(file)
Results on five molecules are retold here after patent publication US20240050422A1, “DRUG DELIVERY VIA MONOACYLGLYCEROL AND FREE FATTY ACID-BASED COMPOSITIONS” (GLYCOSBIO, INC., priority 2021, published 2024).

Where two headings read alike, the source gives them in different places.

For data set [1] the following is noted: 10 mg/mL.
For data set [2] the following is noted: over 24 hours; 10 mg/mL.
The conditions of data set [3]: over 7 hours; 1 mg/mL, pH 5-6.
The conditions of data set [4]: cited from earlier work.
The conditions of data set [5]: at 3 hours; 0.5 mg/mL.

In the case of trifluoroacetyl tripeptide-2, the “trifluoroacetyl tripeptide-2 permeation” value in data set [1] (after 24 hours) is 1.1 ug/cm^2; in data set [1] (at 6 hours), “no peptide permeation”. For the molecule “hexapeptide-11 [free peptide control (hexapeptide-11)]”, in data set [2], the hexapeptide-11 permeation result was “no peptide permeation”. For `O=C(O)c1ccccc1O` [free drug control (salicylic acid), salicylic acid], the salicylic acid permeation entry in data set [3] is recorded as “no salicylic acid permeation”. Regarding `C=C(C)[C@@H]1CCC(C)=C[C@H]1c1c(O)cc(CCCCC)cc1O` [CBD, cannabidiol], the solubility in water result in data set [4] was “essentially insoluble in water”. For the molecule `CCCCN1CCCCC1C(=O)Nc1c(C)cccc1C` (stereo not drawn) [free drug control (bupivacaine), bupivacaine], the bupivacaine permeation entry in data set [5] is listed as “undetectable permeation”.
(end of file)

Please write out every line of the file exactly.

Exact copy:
Results on five molecules are retold here after patent publication US20240050422A1, “DRUG DELIVERY VIA MONOACYLGLYCEROL AND FREE FATTY ACID-BASED COMPOSITIONS” (GLYCOSBIO, INC., priority 2021, published 2024).

Where two headings read alike, the source gives them in different places.

For data set [1] the following is noted: 10 mg/mL.
For data set [2] the following is noted: over 24 hours; 10 mg/mL.
The conditions of data set [3]: over 7 hours; 1 mg/mL, pH 5-6.
The conditions of data set [4]: cited from earlier work.
The conditions of data set [5]: at 3 hours; 0.5 mg/mL.

In the case of trifluoroacetyl tripeptide-2, the “trifluoroacetyl tripeptide-2 permeation” value in data set [1] (after 24 hours) is 1.1 ug/cm^2; in data set [1] (at 6 hours), “no peptide permeation”. For the molecule “hexapeptide-11 [free peptide control (hexapeptide-11)]”, in data set [2], the hexapeptide-11 permeation result was “no peptide permeation”. For `O=C(O)c1ccccc1O` [free drug control (salicylic acid), salicylic acid], the salicylic acid permeation entry in data set [3] is recorded as “no salicylic acid permeation”. Regarding `C=C(C)[C@@H]1CCC(C)=C[C@H]1c1c(O)cc(CCCCC)cc1O` [CBD, cannabidiol], the solubility in water result in data set [4] was “essentially insoluble in water”. For the molecule `CCCCN1CCCCC1C(=O)Nc1c(C)cccc1C` (stereo not drawn) [free drug control (bupivacaine), bupivacaine], the bupivacaine permeation entry in data set [5] is listed as “undetectable permeation”.